Of course, now I'm wondering where to put the Multiversity and Convergence stuff in relation to each other, since both of them involve different times and dimensions. Or even, for instance, where to put the Earth-pre-Flashpoint (what I actually call Earth-Omega in my own headcanon, because the 52 of the 52 series looks like an omega, and this world has Final Crisis in it) stories from Adventures of Superman, Legends of the Dark Knight, and Sensation Comics, and a few others (like Bloodspell) in reference to all of this. Could Poison Ivy's work feeding Gotham in Convergence be partly because of her encounter with Wonder Woman in Sensation #1 by Simone? Could Damien's being alive in Convergence be because it was before the rest of Batman, Inc.? And so on.

                  Comment


                  • #24
                    Originally posted by ChastMastr View Post
                    Kind of, yes:
                    Is it safe to assume that there is an infinite mutliverse again rather than just 52 worlds? And if so, even if the primary worlds are "evolved" into their New 52 counterparts, does that suggest that there's probably another one just like it out there somewhere?

                    Yes, In Convergence #8 we reference Multiversity and show you some of the Post-Convergence worlds that make up the reconstituted DC Multiverse. In many ways, the number of Worlds is now infinite. There may even be more than one Multiverse.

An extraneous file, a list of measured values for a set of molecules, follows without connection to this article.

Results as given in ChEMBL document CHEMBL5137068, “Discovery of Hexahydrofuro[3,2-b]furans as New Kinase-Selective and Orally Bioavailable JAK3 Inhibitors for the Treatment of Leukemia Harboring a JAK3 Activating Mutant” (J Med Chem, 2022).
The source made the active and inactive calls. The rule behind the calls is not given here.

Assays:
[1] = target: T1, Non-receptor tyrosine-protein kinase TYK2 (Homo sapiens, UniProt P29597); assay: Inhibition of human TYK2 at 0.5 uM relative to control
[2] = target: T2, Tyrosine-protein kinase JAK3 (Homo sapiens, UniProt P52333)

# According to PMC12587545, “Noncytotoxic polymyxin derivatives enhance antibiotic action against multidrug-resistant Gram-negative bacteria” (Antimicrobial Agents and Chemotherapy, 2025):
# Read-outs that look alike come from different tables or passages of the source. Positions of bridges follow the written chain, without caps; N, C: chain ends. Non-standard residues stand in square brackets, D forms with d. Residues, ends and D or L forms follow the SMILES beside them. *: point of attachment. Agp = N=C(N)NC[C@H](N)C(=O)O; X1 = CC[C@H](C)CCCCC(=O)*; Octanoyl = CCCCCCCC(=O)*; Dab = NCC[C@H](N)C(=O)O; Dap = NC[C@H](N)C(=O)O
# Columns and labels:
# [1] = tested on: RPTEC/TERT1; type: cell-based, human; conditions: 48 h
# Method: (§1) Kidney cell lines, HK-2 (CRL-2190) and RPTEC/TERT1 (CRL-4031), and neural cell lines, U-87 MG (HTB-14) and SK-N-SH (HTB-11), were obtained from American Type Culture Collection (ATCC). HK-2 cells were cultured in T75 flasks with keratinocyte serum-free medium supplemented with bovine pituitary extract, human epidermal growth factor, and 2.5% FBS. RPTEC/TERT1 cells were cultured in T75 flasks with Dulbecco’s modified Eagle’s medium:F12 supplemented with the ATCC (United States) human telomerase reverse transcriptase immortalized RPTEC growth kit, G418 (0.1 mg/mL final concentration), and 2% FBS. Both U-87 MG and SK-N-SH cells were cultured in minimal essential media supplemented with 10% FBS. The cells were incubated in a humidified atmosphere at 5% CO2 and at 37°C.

But exactly which "kind of" or which of "many ways", was the question in my mind. Here, Jeff King doesn't seem to be committing to anything other that what Hypertime posits is the case. Are the various Earths seen in Convergence now on an equal footing, going forward, with the others in Morrison's Multiversity? OR... as King seems to be waffling on, are they part of some other DC Multiverse? It would seem the functional difference in travel arrangements, between the former and the latter, is as the difference between where you can get to in a commercial jet, versus where you can get to in a starship.

                    Comment


                    • #25
                      I'm honestly OK with it either way. Indeed, actually, I think that having it be a different multiverse (or even different multiverses, since the pre-Crisis multiversal setup really had a different approach to it than, say, the Infinite Crisis 52 flavors, er, worlds) would make the most sense.

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                      • #26